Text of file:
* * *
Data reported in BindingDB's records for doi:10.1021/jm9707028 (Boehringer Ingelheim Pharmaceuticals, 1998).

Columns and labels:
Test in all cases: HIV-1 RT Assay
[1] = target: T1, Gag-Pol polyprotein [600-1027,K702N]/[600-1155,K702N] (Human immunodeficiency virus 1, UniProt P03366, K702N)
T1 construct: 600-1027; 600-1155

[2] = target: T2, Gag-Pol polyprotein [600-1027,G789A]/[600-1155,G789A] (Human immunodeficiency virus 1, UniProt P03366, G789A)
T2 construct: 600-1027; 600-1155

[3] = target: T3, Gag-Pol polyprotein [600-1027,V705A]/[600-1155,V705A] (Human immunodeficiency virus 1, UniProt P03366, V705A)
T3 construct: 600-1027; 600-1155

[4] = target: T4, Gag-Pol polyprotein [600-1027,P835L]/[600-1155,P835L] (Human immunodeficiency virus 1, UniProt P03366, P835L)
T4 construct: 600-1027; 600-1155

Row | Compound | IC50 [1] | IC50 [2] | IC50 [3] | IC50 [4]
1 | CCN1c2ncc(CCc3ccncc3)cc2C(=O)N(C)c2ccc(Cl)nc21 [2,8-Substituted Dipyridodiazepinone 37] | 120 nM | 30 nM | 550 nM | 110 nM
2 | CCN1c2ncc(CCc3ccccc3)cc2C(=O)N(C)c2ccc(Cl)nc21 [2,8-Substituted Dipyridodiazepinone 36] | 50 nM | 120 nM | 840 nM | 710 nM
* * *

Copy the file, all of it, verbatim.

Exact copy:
Data reported in BindingDB's records for doi:10.1021/jm9707028 (Boehringer Ingelheim Pharmaceuticals, 1998).

Columns and labels:
Test in all cases: HIV-1 RT Assay
[1] = target: T1, Gag-Pol polyprotein [600-1027,K702N]/[600-1155,K702N] (Human immunodeficiency virus 1, UniProt P03366, K702N)
T1 construct: 600-1027; 600-1155

[2] = target: T2, Gag-Pol polyprotein [600-1027,G789A]/[600-1155,G789A] (Human immunodeficiency virus 1, UniProt P03366, G789A)
T2 construct: 600-1027; 600-1155

[3] = target: T3, Gag-Pol polyprotein [600-1027,V705A]/[600-1155,V705A] (Human immunodeficiency virus 1, UniProt P03366, V705A)
T3 construct: 600-1027; 600-1155

[4] = target: T4, Gag-Pol polyprotein [600-1027,P835L]/[600-1155,P835L] (Human immunodeficiency virus 1, UniProt P03366, P835L)
T4 construct: 600-1027; 600-1155

Row | Compound | IC50 [1] | IC50 [2] | IC50 [3] | IC50 [4]
1 | CCN1c2ncc(CCc3ccncc3)cc2C(=O)N(C)c2ccc(Cl)nc21 [2,8-Substituted Dipyridodiazepinone 37] | 120 nM | 30 nM | 550 nM | 110 nM
2 | CCN1c2ncc(CCc3ccccc3)cc2C(=O)N(C)c2ccc(Cl)nc21 [2,8-Substituted Dipyridodiazepinone 36] | 50 nM | 120 nM | 840 nM | 710 nM